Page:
Linked by Thom Holwerda on Sat 9th Jan 2010 22:23 UTC
Legal "Microsoft has filed a second appeal in their XML patent case, claiming the original ruling could be dangerous for future patent cases. Last month, the software giant lost to tiny Canadian company i4i, and removed all infringing custom XML editing abilities from its Office 2003 and 2007 suite. Microsoft also paid USD 290 million in damages."
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I wonder..
by fasted on Sun 10th Jan 2010 05:02 UTC
fasted
Member since:
2006-11-09

how much money ms has paid out in legal fees vs the amount they actually saved in lost revenue from software. I know we're talking hundreds of billions of dollars, but how much is enough? This uber capitalism seem's alot like the cold war, where the victory is the only important thing. At the end of the war, you move on to the next enemy, spending trillions to protect what you believe is the correct path. In the mean time, people are being trampled on, and new enemies are being made. Enemies that will last for years to come, and all of it completely avoidable. In Microsoft's case, this is indeed money that could be spent on educating people threw greatly reduced software prices, and improved software by working with, instead of against your competition.
It just boggles the mind to think of the possibilities that could occur with more cooperation amongst people , instead of the endless string of litigated conflict that primarily occupies todays business world.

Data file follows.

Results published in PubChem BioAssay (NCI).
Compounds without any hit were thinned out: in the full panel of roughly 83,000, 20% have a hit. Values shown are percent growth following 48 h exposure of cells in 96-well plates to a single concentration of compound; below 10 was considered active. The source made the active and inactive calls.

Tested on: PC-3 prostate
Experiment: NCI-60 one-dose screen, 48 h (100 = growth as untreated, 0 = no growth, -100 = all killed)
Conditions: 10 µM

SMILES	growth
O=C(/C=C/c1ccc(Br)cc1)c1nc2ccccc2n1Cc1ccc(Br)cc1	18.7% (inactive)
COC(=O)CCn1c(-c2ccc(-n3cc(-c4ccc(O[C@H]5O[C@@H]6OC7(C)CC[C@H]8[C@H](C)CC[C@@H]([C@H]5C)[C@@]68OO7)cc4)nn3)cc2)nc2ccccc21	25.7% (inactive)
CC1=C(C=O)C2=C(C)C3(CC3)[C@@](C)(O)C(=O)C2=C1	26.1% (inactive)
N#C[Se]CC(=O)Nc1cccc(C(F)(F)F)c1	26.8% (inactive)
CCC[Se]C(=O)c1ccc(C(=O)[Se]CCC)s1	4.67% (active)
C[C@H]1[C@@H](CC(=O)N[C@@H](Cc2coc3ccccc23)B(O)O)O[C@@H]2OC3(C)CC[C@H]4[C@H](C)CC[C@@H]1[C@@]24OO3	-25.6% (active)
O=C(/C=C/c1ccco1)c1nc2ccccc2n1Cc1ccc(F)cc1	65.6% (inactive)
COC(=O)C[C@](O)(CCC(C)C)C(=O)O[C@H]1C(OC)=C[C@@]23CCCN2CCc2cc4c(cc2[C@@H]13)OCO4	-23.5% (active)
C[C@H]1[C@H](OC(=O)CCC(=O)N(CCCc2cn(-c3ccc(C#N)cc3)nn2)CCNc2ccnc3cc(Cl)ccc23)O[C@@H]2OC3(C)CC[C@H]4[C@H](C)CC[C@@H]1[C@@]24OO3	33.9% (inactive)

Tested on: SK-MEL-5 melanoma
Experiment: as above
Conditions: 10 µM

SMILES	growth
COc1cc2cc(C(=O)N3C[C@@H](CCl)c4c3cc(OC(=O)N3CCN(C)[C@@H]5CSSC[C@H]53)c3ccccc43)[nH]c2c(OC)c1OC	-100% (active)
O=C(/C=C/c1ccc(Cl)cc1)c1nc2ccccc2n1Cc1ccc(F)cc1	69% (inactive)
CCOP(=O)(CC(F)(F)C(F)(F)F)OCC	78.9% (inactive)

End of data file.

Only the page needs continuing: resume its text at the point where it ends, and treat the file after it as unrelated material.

Reply Score: 3

RE: I wonder..
by malxau on Sun 10th Jan 2010 07:48 in reply to "I wonder.."
malxau Member since:
2005-12-04

how much money ms has paid out in legal fees vs the amount they actually saved in lost revenue from software...this is indeed money that could be spent on educating people threw greatly reduced software prices, and improved software by working with, instead of against your competition...


This is correct, but note that Microsoft is the victim here. This feature is obscure, and clearly worth less than the hundreds-of-millions damages award (which is why it was removed.) Obviously MS would rather spend the hundreds-of-millions damages award, plus the (I'm guessing) tens-of-millions legal fees towards improving software. Unfortunately, the act of improving software and adding functionality brings about lawsuits like these, so things end up finding an equilibrium.

It's not like Microsoft had a choice to avoid spending on both legal fees and damages here (at least, not without also avoiding spending money improving its software.) Less legal fees == greater damages payouts.

The best way to avoid this would be to restrict software patents such that software developers are not hamstrung by patents which are clearly obvious to anyone 'skilled in the art.'

Reply Parent Score: 1

RE[2]: I wonder..
by lemur2 on Sun 10th Jan 2010 09:10 in reply to "RE: I wonder.."
lemur2 Member since:
2007-02-17

It's not like Microsoft had a choice to avoid spending on both legal fees and damages here


Of course they did. Microsoft could have just licensed i4i's technology in the first place, instead of stealing it.

Reply Parent Score: 3